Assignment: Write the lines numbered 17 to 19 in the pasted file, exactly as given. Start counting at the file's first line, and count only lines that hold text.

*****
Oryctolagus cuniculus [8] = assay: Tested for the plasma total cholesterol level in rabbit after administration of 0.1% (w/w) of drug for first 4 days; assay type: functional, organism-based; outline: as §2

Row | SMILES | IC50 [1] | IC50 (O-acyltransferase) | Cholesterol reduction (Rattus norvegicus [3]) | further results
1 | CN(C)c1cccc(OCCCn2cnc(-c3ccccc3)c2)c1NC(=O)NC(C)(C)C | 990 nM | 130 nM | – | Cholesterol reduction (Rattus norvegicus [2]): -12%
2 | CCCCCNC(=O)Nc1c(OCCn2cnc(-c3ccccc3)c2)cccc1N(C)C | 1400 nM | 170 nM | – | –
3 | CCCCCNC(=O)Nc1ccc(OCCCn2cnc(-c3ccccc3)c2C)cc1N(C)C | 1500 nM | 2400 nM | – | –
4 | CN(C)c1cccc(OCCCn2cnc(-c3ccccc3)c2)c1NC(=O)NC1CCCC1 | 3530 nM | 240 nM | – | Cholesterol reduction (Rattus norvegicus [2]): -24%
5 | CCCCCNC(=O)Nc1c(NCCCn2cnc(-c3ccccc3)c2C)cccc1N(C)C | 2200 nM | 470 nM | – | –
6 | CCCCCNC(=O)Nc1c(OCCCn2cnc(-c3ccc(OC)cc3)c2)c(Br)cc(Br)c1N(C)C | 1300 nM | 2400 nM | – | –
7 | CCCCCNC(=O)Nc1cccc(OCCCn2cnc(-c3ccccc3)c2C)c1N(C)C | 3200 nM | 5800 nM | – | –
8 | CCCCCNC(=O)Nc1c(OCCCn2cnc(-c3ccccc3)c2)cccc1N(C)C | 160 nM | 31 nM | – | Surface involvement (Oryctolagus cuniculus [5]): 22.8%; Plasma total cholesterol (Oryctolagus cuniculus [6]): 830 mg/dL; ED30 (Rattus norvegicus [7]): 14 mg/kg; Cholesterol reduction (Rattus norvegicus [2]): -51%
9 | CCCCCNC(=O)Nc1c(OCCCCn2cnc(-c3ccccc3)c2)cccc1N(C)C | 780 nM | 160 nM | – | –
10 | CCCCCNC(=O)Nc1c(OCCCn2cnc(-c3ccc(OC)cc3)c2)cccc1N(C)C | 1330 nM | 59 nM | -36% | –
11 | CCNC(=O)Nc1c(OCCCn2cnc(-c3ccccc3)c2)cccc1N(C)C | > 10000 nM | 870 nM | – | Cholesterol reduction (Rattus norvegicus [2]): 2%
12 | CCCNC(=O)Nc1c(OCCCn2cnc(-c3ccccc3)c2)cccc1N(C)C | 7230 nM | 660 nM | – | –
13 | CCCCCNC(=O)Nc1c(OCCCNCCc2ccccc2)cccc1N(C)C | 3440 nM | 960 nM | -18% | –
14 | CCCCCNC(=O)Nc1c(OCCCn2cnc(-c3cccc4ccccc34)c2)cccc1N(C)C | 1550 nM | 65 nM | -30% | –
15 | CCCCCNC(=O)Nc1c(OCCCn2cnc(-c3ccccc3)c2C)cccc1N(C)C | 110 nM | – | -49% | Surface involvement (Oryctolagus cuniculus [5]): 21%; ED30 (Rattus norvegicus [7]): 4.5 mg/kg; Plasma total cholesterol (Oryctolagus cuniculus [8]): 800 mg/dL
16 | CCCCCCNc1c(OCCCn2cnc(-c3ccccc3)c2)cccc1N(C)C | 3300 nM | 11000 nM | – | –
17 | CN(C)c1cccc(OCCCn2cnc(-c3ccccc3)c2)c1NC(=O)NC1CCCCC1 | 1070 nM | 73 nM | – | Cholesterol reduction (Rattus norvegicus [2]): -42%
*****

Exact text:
15 | CCCCCNC(=O)Nc1c(OCCCn2cnc(-c3ccccc3)c2C)cccc1N(C)C | 110 nM | – | -49% | Surface involvement (Oryctolagus cuniculus [5]): 21%; ED30 (Rattus norvegicus [7]): 4.5 mg/kg; Plasma total cholesterol (Oryctolagus cuniculus [8]): 800 mg/dL
16 | CCCCCCNc1c(OCCCn2cnc(-c3ccccc3)c2)cccc1N(C)C | 3300 nM | 11000 nM | – | –
17 | CN(C)c1cccc(OCCCn2cnc(-c3ccccc3)c2)c1NC(=O)NC1CCCCC1 | 1070 nM | 73 nM | – | Cholesterol reduction (Rattus norvegicus [2]): -42%